which will run a block synchronously on the main thread if the method you're in isn't currently on the main thread, and just executes the block inline if it is. You can employ syntax like the following to use this:

runOnMainQueueWithoutDeadlocking(^{
    //Do stuff
});
6
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    Why not call it something like "runOnMainQueueSync"? The fact that it could deadlock and does not is the kind of thing I wouldn't want to have all over my code. Thanks and +1 as always. – Dan Rosenstark Dec 18 '11 at 17:30
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    @Yar - I just gave it that name so that it was clear to me why I wasn't just firing off blocks synchronously on the main queue instead of using this helper function. It was more of a reminder to myself. – Brad Larson Dec 19 '11 at 18:18
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    It is still possible to deadlock with this function. Main-queue sync> other-queue sync> main-queue will deadlock. – hfossli Nov 6 '13 at 21:04
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    @hfossli - True, it won't handle every case. In my usage, I was always either calling in from an asynchronous dispatch on a background serial queue or inline code on the main thread. I wonder if dispatch_set_specific() would help in the case you describe: stackoverflow.com/a/12806754/19679 . – Brad Larson Nov 6 '13 at 22:19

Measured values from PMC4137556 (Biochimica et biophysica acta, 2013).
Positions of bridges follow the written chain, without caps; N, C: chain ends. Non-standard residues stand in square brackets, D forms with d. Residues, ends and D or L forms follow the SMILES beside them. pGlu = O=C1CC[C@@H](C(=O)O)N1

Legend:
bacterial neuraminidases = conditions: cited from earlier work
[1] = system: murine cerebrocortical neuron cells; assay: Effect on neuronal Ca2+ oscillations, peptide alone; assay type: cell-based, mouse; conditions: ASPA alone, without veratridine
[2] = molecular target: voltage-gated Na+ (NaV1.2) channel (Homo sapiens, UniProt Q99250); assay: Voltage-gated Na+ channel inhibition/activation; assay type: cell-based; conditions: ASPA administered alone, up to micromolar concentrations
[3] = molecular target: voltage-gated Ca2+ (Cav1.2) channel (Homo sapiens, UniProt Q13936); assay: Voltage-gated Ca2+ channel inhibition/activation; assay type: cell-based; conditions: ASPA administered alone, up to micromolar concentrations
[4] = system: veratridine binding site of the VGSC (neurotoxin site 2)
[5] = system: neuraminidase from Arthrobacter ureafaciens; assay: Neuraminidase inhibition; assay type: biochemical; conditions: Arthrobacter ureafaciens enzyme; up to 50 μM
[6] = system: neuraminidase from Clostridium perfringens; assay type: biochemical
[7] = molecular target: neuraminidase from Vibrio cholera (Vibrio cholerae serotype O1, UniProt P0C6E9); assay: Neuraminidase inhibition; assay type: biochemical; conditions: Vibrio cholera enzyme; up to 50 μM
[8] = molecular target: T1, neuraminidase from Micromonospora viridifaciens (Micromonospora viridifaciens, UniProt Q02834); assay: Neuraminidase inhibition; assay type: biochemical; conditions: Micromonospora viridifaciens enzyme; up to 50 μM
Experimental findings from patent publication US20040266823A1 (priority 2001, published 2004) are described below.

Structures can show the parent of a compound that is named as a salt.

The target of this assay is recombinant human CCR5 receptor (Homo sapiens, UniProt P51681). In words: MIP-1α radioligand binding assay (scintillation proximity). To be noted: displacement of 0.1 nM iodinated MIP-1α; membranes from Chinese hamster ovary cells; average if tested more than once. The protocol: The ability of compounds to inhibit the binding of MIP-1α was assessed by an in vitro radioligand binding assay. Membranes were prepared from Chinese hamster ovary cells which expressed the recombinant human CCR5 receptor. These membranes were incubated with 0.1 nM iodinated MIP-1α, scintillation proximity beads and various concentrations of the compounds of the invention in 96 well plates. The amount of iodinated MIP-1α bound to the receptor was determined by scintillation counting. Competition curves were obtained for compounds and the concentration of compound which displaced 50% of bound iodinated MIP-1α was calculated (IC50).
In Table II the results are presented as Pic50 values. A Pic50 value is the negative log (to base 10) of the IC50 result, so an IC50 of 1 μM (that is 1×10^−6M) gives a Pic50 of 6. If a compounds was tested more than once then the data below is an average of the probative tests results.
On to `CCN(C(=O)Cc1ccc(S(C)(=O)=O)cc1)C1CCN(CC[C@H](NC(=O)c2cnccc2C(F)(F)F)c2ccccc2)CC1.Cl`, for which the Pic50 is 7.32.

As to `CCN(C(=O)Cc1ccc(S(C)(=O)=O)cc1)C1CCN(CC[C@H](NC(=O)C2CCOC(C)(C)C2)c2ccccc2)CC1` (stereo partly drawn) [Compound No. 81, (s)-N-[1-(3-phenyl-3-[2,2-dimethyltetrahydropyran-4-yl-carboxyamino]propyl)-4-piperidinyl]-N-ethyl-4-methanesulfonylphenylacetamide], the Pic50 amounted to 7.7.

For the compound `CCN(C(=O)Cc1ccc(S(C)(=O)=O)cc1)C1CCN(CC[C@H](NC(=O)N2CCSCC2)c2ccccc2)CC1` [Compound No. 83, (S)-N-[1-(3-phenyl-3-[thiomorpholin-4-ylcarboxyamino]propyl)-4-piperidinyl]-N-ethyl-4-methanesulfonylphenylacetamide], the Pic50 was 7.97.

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    [NSThread isMainThread] often returns YES and isn't considered safe for checking for this case in GCD programming. stackoverflow.com/questions/14716334/… – Will Larche Sep 18 '14 at 20:39
62

As the other answers mentioned, dispatch_async from the main thread is fine.

However, depending on your use case, there is a side effect that you may consider a disadvantage: since the block is scheduled on a queue, it won't execute until control goes back to the run loop, which will have the effect of delaying your block's execution.

For example,

NSLog(@"before dispatch async");
dispatch_async(dispatch_get_main_queue(), ^{
    NSLog(@"inside dispatch async block main thread from main thread");
});
NSLog(@"after dispatch async");

Will print out:

before dispatch async
after dispatch async
inside dispatch async block main thread from main thread

For this reason, if you were expecting the block to execute in-between the outer NSLog's, dispatch_async would not help you.

2
  • Needs to say that this is an important thing to consider – Marc-Alexandre Bérubé Jan 29 '16 at 13:45
  • Since you want to check, this means the code may or may not run in main thread. Already in main thread will run in that order, otherwise this can not be guaranteed. So you should avoid designing the code to run in specific order when refer to multithread programming. Try to use the async callback way. – ooops Dec 6 '16 at 16:49
1

No you don't need to check if you're in the main thread. Here is how you can do this in Swift:

runThisInMainThread { () -> Void in
    runThisInMainThread { () -> Void in
        // No problem
    }
}

func runThisInMainThread(block: dispatch_block_t) {
    dispatch_async(dispatch_get_main_queue(), block)
}

Its included as a standard function in my repo, check it out: https://github.com/goktugyil/EZSwiftExtensions